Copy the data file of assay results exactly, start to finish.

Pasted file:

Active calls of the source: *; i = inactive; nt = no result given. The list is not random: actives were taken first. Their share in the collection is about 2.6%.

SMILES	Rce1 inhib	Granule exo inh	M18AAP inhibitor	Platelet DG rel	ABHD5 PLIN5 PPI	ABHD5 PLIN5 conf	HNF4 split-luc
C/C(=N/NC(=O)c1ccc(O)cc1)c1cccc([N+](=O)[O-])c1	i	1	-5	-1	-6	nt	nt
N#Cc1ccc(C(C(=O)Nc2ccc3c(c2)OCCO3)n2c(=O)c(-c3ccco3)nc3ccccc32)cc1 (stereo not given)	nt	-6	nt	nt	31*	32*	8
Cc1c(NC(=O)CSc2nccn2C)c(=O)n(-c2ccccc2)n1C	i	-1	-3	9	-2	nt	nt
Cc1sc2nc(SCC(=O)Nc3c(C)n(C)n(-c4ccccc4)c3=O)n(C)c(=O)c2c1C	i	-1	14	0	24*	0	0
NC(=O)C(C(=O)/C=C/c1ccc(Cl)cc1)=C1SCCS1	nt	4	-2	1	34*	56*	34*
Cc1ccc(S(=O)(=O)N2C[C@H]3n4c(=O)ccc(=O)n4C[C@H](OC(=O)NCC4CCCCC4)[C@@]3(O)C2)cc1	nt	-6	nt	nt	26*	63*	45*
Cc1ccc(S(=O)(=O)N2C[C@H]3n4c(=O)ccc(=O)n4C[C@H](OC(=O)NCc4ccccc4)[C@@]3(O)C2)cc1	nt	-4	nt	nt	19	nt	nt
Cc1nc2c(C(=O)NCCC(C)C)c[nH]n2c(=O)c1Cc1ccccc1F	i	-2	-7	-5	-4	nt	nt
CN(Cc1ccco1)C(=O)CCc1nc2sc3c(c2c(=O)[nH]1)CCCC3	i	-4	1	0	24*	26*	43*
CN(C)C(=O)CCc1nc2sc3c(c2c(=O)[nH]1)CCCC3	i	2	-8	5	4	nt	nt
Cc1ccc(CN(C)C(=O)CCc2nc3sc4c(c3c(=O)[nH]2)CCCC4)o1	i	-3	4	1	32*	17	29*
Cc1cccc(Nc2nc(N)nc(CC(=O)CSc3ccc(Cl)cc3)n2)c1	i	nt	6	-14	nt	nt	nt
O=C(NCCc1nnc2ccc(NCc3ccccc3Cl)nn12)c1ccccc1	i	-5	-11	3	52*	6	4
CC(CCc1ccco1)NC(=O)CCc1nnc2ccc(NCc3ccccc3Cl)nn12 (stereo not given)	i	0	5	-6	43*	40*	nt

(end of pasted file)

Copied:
Active calls of the source: *; i = inactive; nt = no result given. The list is not random: actives were taken first. Their share in the collection is about 2.6%.

SMILES	Rce1 inhib	Granule exo inh	M18AAP inhibitor	Platelet DG rel	ABHD5 PLIN5 PPI	ABHD5 PLIN5 conf	HNF4 split-luc
C/C(=N/NC(=O)c1ccc(O)cc1)c1cccc([N+](=O)[O-])c1	i	1	-5	-1	-6	nt	nt
N#Cc1ccc(C(C(=O)Nc2ccc3c(c2)OCCO3)n2c(=O)c(-c3ccco3)nc3ccccc32)cc1 (stereo not given)	nt	-6	nt	nt	31*	32*	8
Cc1c(NC(=O)CSc2nccn2C)c(=O)n(-c2ccccc2)n1C	i	-1	-3	9	-2	nt	nt
Cc1sc2nc(SCC(=O)Nc3c(C)n(C)n(-c4ccccc4)c3=O)n(C)c(=O)c2c1C	i	-1	14	0	24*	0	0
NC(=O)C(C(=O)/C=C/c1ccc(Cl)cc1)=C1SCCS1	nt	4	-2	1	34*	56*	34*
Cc1ccc(S(=O)(=O)N2C[C@H]3n4c(=O)ccc(=O)n4C[C@H](OC(=O)NCC4CCCCC4)[C@@]3(O)C2)cc1	nt	-6	nt	nt	26*	63*	45*
Cc1ccc(S(=O)(=O)N2C[C@H]3n4c(=O)ccc(=O)n4C[C@H](OC(=O)NCc4ccccc4)[C@@]3(O)C2)cc1	nt	-4	nt	nt	19	nt	nt
Cc1nc2c(C(=O)NCCC(C)C)c[nH]n2c(=O)c1Cc1ccccc1F	i	-2	-7	-5	-4	nt	nt
CN(Cc1ccco1)C(=O)CCc1nc2sc3c(c2c(=O)[nH]1)CCCC3	i	-4	1	0	24*	26*	43*
CN(C)C(=O)CCc1nc2sc3c(c2c(=O)[nH]1)CCCC3	i	2	-8	5	4	nt	nt
Cc1ccc(CN(C)C(=O)CCc2nc3sc4c(c3c(=O)[nH]2)CCCC4)o1	i	-3	4	1	32*	17	29*
Cc1cccc(Nc2nc(N)nc(CC(=O)CSc3ccc(Cl)cc3)n2)c1	i	nt	6	-14	nt	nt	nt
O=C(NCCc1nnc2ccc(NCc3ccccc3Cl)nn12)c1ccccc1	i	-5	-11	3	52*	6	4
CC(CCc1ccco1)NC(=O)CCc1nnc2ccc(NCc3ccccc3Cl)nn12 (stereo not given)	i	0	5	-6	43*	40*	nt